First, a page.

chances through the late morning hours. The NAM has MUCAPES between
2,000 and 3,000 J/KG but I`M not sure if the parcels will originate
within the deeper 850mb moisture. If they do, then we could see some
of the elevated storms becoming strong to possible severe with penny
to quarter size hail. The WRF solutions hold off on developing
elevated convection until after 12Z across the extreme northeast
counties of the CWA, then builds the elevated storms southward
across the extreme eastern counties of the CWA. I think for now, I
will keep slight chances for thunderstorms across much of the CWA
and place a 30 POP across the extreme northeast counties in the 12Z
to 18Z time period.

The morning elevated storms should end across the eastern counties
during the early afternoon hours as the stronger WAA shifts
northeast of the CWA. An upper level trough will round the upper
ridge axis over the southwestern US and amplify as it move eastward
across WY and northern CO into NE and western KS. Thunderstorms will
develop across western KS along a surface trough due to surface
convergence and increasing ascent ahead of the H5 trough. Highs on
Thursday afternoon will reach the lower 80s across northeast KS with
some upper 80 degree readings across the southwest counties.

Thursday night, the thunderstorms across western KS will congeal
into a line or cluster of thunderstorms. If enough instability
develops across north central KS during the late afternoon and early
evening hours, then some of the storms moving into the western
counties of the CWA may be strong as the SFC to 6 KM effective shear
increases to 40 to 45 KTS. If the storms remain surface based then
the stronger storms may produce damaging wind gusts and large hail.
The storms will most likely become elevated and weaken as they move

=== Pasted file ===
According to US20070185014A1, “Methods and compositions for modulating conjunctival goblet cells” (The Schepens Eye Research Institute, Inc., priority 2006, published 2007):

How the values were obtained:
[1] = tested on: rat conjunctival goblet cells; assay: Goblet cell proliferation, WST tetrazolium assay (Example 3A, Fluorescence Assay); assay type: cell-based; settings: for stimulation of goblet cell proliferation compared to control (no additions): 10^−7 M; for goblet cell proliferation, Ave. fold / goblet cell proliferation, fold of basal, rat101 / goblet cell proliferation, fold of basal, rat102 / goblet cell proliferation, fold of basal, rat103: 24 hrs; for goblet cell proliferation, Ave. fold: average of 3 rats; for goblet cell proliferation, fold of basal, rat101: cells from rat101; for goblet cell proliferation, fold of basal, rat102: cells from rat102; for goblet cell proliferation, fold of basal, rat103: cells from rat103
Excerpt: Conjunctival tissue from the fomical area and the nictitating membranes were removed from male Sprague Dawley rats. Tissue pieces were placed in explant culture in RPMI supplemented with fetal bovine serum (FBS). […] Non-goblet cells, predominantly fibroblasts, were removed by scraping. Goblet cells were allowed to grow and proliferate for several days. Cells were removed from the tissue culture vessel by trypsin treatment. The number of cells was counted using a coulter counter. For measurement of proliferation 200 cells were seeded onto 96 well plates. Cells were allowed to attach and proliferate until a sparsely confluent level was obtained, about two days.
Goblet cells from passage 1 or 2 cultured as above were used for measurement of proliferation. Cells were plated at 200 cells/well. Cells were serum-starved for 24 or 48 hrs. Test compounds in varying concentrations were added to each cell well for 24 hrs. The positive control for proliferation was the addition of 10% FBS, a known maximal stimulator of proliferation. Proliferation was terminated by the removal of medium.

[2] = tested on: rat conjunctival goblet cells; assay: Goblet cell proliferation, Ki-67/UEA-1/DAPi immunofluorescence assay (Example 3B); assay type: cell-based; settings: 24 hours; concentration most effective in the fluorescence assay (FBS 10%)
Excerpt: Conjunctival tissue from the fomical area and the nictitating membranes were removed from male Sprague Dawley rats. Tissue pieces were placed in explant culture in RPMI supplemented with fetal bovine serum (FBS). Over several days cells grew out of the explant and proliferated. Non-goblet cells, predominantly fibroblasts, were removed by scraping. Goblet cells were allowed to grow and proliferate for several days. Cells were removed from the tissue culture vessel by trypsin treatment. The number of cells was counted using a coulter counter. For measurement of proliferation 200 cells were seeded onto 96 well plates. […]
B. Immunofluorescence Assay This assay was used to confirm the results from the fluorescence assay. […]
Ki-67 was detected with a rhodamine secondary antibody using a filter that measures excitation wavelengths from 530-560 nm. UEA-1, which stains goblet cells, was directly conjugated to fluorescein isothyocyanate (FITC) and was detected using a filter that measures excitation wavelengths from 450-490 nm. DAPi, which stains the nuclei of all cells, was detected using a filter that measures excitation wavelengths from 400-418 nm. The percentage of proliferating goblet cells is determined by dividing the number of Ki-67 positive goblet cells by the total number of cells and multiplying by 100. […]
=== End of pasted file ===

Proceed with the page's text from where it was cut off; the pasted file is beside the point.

east into northeast and east central KS through the night.

Friday, the upper trough will become a closed upper low as it moves
east across NE into IA. The surface cold front will move very slowly
across the eastern counties of the CWA through the day. The
combination of ascent from minor H5 troughs digging southeast on the
back side of the closed low over IA and surface convergence ahead of
the front will provide a chance for showers and thunderstorms. Highs
Friday afternoon will range from near 80 across the northwest
counties on the west side of the surface front to the mid 80s across
east central KS.

Saturday through Tuesday, an upper level ridge across the four
corners region will amplify and expand east across the plains into
the mid MS river valley by Tuesday. Highs on Saturday will only be
in the lower to mid 80s with northwest flow aloft. However, highs
will warm into the mid to upper 80s on Sunday and into the lower 90s
next Monday and Tuesday as the upper ridge axis expands northeast
across the plains and into the central US.



Still anticipating VFR conditions to dominate this forecast period
with some concern for brief BR and/or ground fog again around 10Z.




SHORT TERM...Wolters
LONG TERM...Gargan